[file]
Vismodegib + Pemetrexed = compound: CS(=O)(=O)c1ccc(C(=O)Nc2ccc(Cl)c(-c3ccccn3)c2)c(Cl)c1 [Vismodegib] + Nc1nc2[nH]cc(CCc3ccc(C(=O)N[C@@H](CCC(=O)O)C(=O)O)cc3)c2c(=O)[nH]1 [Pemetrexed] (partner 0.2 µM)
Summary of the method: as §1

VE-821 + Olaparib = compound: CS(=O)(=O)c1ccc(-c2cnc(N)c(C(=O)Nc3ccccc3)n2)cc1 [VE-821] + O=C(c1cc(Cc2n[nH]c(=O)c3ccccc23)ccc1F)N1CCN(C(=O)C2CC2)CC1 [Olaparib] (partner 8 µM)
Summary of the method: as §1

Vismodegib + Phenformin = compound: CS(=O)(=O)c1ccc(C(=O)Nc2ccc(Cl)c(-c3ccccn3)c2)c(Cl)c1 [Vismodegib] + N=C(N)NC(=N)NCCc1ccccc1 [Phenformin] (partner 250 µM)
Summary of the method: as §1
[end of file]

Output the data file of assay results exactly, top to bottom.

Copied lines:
Vismodegib + Pemetrexed = compound: CS(=O)(=O)c1ccc(C(=O)Nc2ccc(Cl)c(-c3ccccn3)c2)c(Cl)c1 [Vismodegib] + Nc1nc2[nH]cc(CCc3ccc(C(=O)N[C@@H](CCC(=O)O)C(=O)O)cc3)c2c(=O)[nH]1 [Pemetrexed] (partner 0.2 µM)
Summary of the method: as §1

VE-821 + Olaparib = compound: CS(=O)(=O)c1ccc(-c2cnc(N)c(C(=O)Nc3ccccc3)n2)cc1 [VE-821] + O=C(c1cc(Cc2n[nH]c(=O)c3ccccc23)ccc1F)N1CCN(C(=O)C2CC2)CC1 [Olaparib] (partner 8 µM)
Summary of the method: as §1

Vismodegib + Phenformin = compound: CS(=O)(=O)c1ccc(C(=O)Nc2ccc(Cl)c(-c3ccccn3)c2)c(Cl)c1 [Vismodegib] + N=C(N)NC(=N)NCCc1ccccc1 [Phenformin] (partner 250 µM)
Summary of the method: as §1